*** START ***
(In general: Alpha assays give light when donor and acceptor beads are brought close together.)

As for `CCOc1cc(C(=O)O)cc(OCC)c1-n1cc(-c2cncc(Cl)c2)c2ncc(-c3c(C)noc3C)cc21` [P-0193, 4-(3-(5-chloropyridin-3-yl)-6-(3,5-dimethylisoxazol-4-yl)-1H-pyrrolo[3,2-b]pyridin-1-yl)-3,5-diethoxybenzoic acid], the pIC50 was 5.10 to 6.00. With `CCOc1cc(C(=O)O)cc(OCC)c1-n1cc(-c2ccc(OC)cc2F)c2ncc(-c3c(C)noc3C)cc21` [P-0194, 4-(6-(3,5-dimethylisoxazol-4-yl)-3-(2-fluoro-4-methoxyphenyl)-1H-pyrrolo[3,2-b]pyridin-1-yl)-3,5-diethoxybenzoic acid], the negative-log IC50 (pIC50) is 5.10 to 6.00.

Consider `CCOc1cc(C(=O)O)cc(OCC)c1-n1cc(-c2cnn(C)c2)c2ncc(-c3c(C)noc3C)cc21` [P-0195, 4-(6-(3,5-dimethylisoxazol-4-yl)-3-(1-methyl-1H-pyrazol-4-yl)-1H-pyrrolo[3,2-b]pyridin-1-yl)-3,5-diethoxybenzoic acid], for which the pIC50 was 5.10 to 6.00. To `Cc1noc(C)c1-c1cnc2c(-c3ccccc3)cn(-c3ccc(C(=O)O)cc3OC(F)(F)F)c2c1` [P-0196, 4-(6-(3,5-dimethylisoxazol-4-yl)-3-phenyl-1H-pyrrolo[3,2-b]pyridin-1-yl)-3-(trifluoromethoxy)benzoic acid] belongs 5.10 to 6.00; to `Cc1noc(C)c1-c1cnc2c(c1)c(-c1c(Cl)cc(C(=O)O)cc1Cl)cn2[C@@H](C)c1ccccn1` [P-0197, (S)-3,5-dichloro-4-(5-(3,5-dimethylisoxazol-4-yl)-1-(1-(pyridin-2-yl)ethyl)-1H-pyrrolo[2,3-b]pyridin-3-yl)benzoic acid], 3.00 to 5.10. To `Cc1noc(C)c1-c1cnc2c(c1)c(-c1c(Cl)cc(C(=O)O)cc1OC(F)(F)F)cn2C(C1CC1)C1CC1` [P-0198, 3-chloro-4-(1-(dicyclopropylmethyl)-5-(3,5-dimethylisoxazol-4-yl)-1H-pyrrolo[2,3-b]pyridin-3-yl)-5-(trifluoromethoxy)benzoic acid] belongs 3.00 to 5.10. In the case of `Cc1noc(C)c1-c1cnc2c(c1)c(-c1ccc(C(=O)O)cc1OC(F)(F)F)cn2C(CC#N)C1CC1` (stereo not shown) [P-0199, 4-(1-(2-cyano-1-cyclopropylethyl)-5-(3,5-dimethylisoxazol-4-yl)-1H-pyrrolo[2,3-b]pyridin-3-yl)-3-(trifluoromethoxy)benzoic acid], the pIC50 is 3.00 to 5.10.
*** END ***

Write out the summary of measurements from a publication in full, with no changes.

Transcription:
(In general: Alpha assays give light when donor and acceptor beads are brought close together.)

As for `CCOc1cc(C(=O)O)cc(OCC)c1-n1cc(-c2cncc(Cl)c2)c2ncc(-c3c(C)noc3C)cc21` [P-0193, 4-(3-(5-chloropyridin-3-yl)-6-(3,5-dimethylisoxazol-4-yl)-1H-pyrrolo[3,2-b]pyridin-1-yl)-3,5-diethoxybenzoic acid], the pIC50 was 5.10 to 6.00. With `CCOc1cc(C(=O)O)cc(OCC)c1-n1cc(-c2ccc(OC)cc2F)c2ncc(-c3c(C)noc3C)cc21` [P-0194, 4-(6-(3,5-dimethylisoxazol-4-yl)-3-(2-fluoro-4-methoxyphenyl)-1H-pyrrolo[3,2-b]pyridin-1-yl)-3,5-diethoxybenzoic acid], the negative-log IC50 (pIC50) is 5.10 to 6.00.

Consider `CCOc1cc(C(=O)O)cc(OCC)c1-n1cc(-c2cnn(C)c2)c2ncc(-c3c(C)noc3C)cc21` [P-0195, 4-(6-(3,5-dimethylisoxazol-4-yl)-3-(1-methyl-1H-pyrazol-4-yl)-1H-pyrrolo[3,2-b]pyridin-1-yl)-3,5-diethoxybenzoic acid], for which the pIC50 was 5.10 to 6.00. To `Cc1noc(C)c1-c1cnc2c(-c3ccccc3)cn(-c3ccc(C(=O)O)cc3OC(F)(F)F)c2c1` [P-0196, 4-(6-(3,5-dimethylisoxazol-4-yl)-3-phenyl-1H-pyrrolo[3,2-b]pyridin-1-yl)-3-(trifluoromethoxy)benzoic acid] belongs 5.10 to 6.00; to `Cc1noc(C)c1-c1cnc2c(c1)c(-c1c(Cl)cc(C(=O)O)cc1Cl)cn2[C@@H](C)c1ccccn1` [P-0197, (S)-3,5-dichloro-4-(5-(3,5-dimethylisoxazol-4-yl)-1-(1-(pyridin-2-yl)ethyl)-1H-pyrrolo[2,3-b]pyridin-3-yl)benzoic acid], 3.00 to 5.10. To `Cc1noc(C)c1-c1cnc2c(c1)c(-c1c(Cl)cc(C(=O)O)cc1OC(F)(F)F)cn2C(C1CC1)C1CC1` [P-0198, 3-chloro-4-(1-(dicyclopropylmethyl)-5-(3,5-dimethylisoxazol-4-yl)-1H-pyrrolo[2,3-b]pyridin-3-yl)-5-(trifluoromethoxy)benzoic acid] belongs 3.00 to 5.10. In the case of `Cc1noc(C)c1-c1cnc2c(c1)c(-c1ccc(C(=O)O)cc1OC(F)(F)F)cn2C(CC#N)C1CC1` (stereo not shown) [P-0199, 4-(1-(2-cyano-1-cyclopropylethyl)-5-(3,5-dimethylisoxazol-4-yl)-1H-pyrrolo[2,3-b]pyridin-3-yl)-3-(trifluoromethoxy)benzoic acid], the pIC50 is 3.00 to 5.10.